- reader #1482

    1. The big problem with the US and regime change in the Middle-East, is how the US handicaps everyone when 'helping' the new owners set up government. State's lawyers are proud (I know this because I was in a room with one who said it) of the fact that they included Sharia law in the same constitution as one that says the country will be run under democratic principles. The argument is that all the fancy words up fron protects everyone from the Sharia Law bits.

      The Afghan and Iraqi constitutions both say all the right democratic sounding words up front, but then have a line in them saying Sharia is preeminent.


  7. Life was so much simpler when the NYT and WaPo told us what to think. Now there are so many cross currents, real data and disinformation due to the internet that we are being forced to think things through for ourselves ... not something that most people want to do.

  8. I cling to the fact that Tillerson still will meet Lavrov next week. I cling to the fact that Putin is not impulsive and unpredictable, but a strategist. I hope they will find a way out of this crisis, otherwise we are doomed. I don´t want Assad removed, that´s for the Syrians to do. And I don´t believe for a second that the Syrian regime is involved in this dubious gas-attack, there is no logic at all in it. It should have been investigated by a neutral part, impossible now. I don´t even find Assad "despicable", I have read some interviews with him and he seems like an intelligent, analytical politician. There are other really despicable leaders , for example in the decadent Saudi kingdom. I haven´t read about any Western politician upset about what´s going on in Yemen. And religious freedom, churches in Saudi, that is unheard of.

    1. " I don´t even find Assad "despicable..."

      There's your problem.


  9. "It will take a few weeks to really decide what this strike really meant."

    I fear it means that Trump has caved in the the American Establishment. Such a pity, but there you are. You might as well have elected that demented old boy McCain, or the warmongering, racketeering, and treacherous Hellary.

    1. I fear you have elected Ivanka and Jared, that is almost as bad as Hilliary.

      ANON 9:50, good comments, I too fail to see how Assad is despicable, when compared to those who behead and throw people of tall buildings.

      The west have again fallen for an Alun Kurdi-type con game.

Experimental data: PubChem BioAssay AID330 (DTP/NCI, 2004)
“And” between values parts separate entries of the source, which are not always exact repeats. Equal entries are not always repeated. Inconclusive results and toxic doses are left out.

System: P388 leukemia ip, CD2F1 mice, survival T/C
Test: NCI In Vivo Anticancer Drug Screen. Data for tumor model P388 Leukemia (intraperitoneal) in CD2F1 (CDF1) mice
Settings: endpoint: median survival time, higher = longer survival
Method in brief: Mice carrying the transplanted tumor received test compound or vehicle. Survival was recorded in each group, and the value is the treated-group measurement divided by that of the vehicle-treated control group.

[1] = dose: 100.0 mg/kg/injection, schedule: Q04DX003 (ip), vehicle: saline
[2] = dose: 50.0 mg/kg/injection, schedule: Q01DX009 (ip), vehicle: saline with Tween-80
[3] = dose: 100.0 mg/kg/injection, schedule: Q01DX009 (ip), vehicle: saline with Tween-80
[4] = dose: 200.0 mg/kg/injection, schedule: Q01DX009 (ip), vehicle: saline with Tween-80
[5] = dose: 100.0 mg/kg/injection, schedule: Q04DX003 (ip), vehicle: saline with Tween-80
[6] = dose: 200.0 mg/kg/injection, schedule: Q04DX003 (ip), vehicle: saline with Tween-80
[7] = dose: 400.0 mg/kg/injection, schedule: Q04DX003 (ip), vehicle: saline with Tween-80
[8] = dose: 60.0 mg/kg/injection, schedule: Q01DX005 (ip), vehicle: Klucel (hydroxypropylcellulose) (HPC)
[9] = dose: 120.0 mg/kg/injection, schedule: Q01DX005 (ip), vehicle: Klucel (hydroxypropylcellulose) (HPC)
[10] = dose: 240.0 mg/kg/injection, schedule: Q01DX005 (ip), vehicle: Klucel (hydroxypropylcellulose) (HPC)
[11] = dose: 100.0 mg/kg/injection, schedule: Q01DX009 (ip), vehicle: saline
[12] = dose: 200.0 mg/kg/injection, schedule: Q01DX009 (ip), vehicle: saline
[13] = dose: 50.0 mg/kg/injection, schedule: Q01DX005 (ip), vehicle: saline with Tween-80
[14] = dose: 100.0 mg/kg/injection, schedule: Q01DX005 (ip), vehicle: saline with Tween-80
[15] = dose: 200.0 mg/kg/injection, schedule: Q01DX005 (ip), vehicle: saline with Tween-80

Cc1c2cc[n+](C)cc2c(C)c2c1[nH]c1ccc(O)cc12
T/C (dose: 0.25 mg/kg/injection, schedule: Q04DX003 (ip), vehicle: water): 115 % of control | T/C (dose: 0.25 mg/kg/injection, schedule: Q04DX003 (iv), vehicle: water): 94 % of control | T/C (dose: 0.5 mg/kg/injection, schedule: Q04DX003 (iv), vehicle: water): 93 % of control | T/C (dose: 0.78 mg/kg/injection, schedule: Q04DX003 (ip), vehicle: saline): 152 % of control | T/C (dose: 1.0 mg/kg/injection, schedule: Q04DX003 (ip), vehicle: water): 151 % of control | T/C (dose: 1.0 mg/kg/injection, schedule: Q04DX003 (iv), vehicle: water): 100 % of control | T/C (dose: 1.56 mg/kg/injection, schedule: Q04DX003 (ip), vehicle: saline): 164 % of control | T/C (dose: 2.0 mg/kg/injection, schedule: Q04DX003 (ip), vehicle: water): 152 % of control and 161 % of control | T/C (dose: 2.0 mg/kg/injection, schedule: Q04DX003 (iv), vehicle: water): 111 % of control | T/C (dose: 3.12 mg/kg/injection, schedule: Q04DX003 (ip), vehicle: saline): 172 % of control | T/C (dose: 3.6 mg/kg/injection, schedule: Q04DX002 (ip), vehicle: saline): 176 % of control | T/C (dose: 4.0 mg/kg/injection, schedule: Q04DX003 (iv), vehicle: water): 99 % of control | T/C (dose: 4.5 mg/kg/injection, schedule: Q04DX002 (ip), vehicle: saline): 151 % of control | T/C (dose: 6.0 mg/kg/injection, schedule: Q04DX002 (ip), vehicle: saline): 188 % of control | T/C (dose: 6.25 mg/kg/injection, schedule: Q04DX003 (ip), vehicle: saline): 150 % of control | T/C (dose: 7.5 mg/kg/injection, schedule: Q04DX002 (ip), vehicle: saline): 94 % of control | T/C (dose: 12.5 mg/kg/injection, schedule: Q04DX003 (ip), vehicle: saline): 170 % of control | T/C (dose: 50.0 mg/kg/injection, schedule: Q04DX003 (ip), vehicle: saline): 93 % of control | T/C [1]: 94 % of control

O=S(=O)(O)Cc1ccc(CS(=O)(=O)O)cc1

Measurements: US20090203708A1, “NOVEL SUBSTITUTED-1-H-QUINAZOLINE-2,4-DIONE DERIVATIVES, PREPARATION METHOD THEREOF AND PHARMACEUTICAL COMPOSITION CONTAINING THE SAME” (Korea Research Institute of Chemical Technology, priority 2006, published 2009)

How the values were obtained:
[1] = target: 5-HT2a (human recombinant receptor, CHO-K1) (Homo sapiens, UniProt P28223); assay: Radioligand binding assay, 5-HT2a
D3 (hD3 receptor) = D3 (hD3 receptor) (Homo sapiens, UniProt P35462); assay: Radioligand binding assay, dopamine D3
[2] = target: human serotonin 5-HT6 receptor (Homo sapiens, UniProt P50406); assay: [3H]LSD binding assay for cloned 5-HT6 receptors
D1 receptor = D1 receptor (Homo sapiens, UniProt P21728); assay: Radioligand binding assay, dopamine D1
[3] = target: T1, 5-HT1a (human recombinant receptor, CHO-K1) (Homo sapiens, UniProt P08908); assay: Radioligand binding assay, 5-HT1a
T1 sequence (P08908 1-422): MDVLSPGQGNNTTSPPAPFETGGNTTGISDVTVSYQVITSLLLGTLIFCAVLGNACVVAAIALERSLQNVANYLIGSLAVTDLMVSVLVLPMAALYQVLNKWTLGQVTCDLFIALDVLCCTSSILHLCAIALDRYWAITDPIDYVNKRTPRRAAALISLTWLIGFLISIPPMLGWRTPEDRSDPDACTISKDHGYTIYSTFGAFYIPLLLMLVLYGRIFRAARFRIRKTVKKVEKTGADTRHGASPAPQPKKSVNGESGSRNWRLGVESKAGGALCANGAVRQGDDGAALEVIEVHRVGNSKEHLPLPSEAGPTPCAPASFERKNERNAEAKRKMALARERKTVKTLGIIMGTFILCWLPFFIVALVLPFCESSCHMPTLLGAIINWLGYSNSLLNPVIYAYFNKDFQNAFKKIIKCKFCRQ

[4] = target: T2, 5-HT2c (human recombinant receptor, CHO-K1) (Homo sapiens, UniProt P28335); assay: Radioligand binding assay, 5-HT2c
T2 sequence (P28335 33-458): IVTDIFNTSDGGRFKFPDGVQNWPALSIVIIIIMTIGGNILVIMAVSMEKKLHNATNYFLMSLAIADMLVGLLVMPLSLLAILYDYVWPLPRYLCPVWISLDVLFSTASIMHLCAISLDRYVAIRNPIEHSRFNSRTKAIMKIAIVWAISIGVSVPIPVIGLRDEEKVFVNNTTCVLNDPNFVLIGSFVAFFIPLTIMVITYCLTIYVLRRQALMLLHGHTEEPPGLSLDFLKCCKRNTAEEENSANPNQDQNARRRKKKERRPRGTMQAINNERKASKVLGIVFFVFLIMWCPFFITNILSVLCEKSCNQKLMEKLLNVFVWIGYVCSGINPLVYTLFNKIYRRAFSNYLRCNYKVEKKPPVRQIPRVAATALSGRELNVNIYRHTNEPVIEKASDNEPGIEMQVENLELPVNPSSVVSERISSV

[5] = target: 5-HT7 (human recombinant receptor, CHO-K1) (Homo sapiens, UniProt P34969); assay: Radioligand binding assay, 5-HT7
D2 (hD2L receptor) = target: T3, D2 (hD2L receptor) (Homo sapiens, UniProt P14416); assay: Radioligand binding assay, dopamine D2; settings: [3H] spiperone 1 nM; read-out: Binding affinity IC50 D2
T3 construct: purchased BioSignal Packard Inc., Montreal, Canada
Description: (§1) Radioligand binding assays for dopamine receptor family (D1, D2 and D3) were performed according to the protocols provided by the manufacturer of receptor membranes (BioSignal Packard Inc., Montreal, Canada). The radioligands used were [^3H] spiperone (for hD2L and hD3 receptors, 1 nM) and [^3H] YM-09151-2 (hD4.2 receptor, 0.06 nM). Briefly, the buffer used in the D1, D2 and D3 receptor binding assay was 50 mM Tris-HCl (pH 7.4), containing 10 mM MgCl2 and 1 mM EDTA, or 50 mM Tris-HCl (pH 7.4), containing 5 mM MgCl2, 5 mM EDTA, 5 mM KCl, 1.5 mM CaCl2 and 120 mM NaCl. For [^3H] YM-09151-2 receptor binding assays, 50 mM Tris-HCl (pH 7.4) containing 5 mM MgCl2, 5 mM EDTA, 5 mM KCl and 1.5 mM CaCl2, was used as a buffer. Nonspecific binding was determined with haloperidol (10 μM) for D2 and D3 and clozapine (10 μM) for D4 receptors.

10. I really appreciate (both senses of the word) what you've written here. It's fair and truly balanced. As someone who was used as an instrument of diplomacy by other means, I have mixed feelings on this. It was obvious for example , that Obama enabled Daesh's growth in the hopes if destabilizing and possibly overthrowing Assad ( yes, Obama was that ideologically driven to the point of stultifying stupidly). I'm more concerned, now more than ever about the end game in Syria. We have 2 regional powers who clearly want much more, Iran and Turkey; the Kurds will not be put back into a bottle, unless we abandon them again; and a faded empire that really doesn't understand it isn't an empire anymore (Russia). Islamic extremism, whether it's Iranian, Wahhabism, Suffism, or pick any other sect, just distracts from the huge power play going on. I hope that this administration is playing a smarter and longer term game than the recently departed buffoons were.

    1. Heck, Lunarman you set the bar pretty low. Can't see how Trump could be playing a stupider or shorter term FP game than the previous administration.


  11. The abhorrence of CW is possibly more visceral than it may seem on the surface. As you said dead is dead; however, I think that humans have a subconscious belief that a kinetic threat, be it a large predator, 7.62, moving truck or even a nuclear device can be dodged, shielded against or ran away from. Not so with something colorless, odorless, silent and can kill or maim on contact and is not aimed but released. In Western society it is perceived as the loathsome weapon of a sneak. In the book “Lonesome Dove” Larry McMurtry did his homework and placed Jake Spoon outside all bounds of mercy by having him participate in a man burning. I had some friends when the mini-series came out that didn’t understand why that made a difference, but on the Texas frontier man burning or house burning was about the most evil thing that could be done, far worse that horse theft or murder, and placed the perpetrator essentially in the same category as a rabid dog, elevating their termination with extreme prejudice to a matter of civic duty. There was no possible excuse or justification. I think, to most westerners, the concept is much the same. With kinetic munitions something can be said about poor aiming, collateral damage, or just bad luck when non-combatant, especially children, casualties occur. CW sends the message, “We don’t care. Kill them all and let God sort it out.” To say dead is dead takes the conversation too far into strictly utilitarian territory and that was very much the forte of the Obama administration, after all if socialism is anything it is utilitarian. I think Trump is a very average American male of the Post-WWII generation (as far as his sense of right and wrong is concerned) and that this gas attack, of which there is no reasonable evidence that any agency other than the Assad regime was responsible for, outraged his sense of morality and honor. If that is the case then his restraint is doubly commendable.